Do your thing, whatever that may be
Take a trip to distant shores
No one knows the time
But everything is free
What you find is always yours!
These lyrics come from a bouncy piece of pop called “Trinity Street” by an obscure UK male-female foursome called Two of Each. Penned by songwriting couple Tony Hatch and Jackie Trent, and produced by Hatch, the tune’s light and breezy “do your thing” attitude pretty much sums up how I felt planning the May edition of “C’est La Mode.”
The show also celebrates the birthdays of Cher (May 20), Donovan (May 10), and Susan Cowsill (also May 20) of The Cowsills. One set spotlights The Cowsills. Maybe it’s just me, but I think their work typically gets sidelined as bubblegum pop. But most of it, written by eldest brothers Bill and Bob, has a lot of depth and is worth exploring.
Listen to May “C’est La Mode”
A Few Highlights…
Out and About — Boyce & Hart, 1967
The songwriting duo, Tommy Boyce and Bobby Hart, are probably best known for writing and producing hits for The Monkees, but they recorded and released material as a duo in the late ’60s as Boyce & Hart. Their biggest hit was 1968’s “I Wonder What She’s Doing Tonight?”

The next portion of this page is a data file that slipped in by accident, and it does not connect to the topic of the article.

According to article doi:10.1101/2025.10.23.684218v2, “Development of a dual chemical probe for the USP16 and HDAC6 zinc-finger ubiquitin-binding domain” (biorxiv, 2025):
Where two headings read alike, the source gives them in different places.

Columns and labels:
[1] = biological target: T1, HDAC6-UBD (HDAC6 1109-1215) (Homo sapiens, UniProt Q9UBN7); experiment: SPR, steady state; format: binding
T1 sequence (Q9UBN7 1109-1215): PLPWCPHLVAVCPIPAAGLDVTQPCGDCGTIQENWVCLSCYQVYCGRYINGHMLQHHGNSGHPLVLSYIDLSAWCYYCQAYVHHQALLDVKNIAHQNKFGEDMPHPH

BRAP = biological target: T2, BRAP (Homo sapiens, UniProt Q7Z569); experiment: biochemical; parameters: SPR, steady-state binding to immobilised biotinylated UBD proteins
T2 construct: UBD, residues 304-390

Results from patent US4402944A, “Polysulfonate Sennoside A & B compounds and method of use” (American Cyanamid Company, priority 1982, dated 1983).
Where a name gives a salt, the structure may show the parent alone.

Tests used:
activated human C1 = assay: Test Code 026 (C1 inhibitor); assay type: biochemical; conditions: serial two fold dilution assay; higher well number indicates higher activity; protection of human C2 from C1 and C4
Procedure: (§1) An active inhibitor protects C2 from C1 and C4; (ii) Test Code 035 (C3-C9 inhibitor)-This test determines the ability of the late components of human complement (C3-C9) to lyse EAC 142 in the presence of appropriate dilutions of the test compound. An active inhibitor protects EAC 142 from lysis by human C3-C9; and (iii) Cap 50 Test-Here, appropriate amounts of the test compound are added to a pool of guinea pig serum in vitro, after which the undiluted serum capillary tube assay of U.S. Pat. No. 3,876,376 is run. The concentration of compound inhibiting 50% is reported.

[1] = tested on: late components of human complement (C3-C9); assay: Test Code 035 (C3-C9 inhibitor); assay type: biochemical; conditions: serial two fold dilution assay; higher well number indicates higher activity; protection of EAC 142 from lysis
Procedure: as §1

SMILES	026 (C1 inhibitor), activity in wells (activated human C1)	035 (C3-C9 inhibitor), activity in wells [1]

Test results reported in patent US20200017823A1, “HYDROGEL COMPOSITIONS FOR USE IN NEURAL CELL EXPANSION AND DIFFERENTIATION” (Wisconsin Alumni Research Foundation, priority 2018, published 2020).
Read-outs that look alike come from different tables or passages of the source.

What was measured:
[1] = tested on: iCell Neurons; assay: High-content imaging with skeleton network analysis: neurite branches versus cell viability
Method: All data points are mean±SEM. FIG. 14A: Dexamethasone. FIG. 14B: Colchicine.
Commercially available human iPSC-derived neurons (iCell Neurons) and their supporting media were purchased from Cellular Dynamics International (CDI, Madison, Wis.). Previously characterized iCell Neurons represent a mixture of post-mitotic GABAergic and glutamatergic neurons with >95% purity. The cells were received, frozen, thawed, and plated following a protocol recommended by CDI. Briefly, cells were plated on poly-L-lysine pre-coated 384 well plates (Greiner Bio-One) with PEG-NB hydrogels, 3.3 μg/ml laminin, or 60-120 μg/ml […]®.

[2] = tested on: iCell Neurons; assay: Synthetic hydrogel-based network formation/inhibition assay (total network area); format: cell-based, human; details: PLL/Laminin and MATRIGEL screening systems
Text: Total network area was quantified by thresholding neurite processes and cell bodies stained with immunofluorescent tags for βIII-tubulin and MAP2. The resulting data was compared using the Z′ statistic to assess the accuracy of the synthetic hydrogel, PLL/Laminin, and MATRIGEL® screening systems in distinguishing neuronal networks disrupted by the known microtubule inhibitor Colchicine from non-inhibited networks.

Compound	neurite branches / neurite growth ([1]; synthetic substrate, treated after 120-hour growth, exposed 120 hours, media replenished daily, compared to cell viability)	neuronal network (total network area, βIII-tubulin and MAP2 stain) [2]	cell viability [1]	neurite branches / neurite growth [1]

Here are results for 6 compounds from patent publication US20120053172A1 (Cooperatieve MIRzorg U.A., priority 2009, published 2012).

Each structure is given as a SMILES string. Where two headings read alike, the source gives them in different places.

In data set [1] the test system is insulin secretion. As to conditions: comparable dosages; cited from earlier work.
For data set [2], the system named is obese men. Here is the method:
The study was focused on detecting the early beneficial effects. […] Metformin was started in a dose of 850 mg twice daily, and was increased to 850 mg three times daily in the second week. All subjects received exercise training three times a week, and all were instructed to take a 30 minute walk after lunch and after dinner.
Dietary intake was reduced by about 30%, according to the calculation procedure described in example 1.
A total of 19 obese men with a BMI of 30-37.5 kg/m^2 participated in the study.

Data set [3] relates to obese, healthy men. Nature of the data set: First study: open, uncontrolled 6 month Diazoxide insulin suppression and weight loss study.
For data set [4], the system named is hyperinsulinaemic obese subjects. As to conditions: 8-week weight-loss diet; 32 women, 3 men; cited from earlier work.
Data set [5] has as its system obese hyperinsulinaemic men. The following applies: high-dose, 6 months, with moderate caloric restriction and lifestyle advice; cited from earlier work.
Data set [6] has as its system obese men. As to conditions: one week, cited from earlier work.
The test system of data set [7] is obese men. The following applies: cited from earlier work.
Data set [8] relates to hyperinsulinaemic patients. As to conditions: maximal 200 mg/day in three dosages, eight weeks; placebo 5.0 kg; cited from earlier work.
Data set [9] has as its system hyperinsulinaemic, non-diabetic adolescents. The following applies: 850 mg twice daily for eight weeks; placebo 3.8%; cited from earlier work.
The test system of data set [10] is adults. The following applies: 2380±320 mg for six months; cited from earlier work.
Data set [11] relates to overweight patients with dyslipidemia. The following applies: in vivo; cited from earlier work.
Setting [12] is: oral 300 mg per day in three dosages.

“Out and About,” a ’67 single opens their debut album on A&M, “Test Patterns.” The guys also appeared on an episode of “I Dream of Jeannie,” playing the song as they audition for producer Phil Spector (as himself). In the clip, Jeannie plays the drums! See the clip here: https://youtu.be/R5GoGClBvOg
Katamango— Sylvie Vartan, 1967
A rousing number from the Queen of ’60s French Pop’s sixth LP, “Comme Un Garcon,” co-written by French singer-songwriter Eric Charden and arranged by Reg Guest. Love the chunky, psych-tinged guitars on this track. Legend has it that Vartan recorded this song and the rest of the album in London in a marathon 12-hour session! The album is one of my favorites and I love the cover!
Sunny South Kensington — Donovan, 1967
This is one of the more upbeat songs on the folk-psych troubadour’s “Mellow Yellow” album. The fact it mentions French actor John-Paul Belmondo and fashion designer Mary Quant literally teleports you to the middle of swinging mod London. A jerky beat, accented by harpsicord and guitar, and Mr. Leitch’s speak-singing style make it a favorite of mine and quintessential listening!